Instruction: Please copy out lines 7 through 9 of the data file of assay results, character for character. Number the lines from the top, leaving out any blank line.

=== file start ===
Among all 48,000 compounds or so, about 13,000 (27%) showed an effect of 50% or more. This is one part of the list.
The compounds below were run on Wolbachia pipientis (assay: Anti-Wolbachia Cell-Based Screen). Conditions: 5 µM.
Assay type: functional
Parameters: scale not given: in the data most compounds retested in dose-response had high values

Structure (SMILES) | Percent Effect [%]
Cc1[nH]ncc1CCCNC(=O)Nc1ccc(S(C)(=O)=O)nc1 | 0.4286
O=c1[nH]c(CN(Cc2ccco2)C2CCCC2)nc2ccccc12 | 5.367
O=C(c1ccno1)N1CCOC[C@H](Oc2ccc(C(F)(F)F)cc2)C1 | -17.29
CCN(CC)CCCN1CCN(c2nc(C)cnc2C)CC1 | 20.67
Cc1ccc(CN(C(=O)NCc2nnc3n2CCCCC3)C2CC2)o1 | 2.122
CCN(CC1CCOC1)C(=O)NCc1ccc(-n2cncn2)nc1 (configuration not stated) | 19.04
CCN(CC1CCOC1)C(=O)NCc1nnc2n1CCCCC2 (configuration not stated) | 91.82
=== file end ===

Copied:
O=c1[nH]c(CN(Cc2ccco2)C2CCCC2)nc2ccccc12 | 5.367
O=C(c1ccno1)N1CCOC[C@H](Oc2ccc(C(F)(F)F)cc2)C1 | -17.29
CCN(CC)CCCN1CCN(c2nc(C)cnc2C)CC1 | 20.67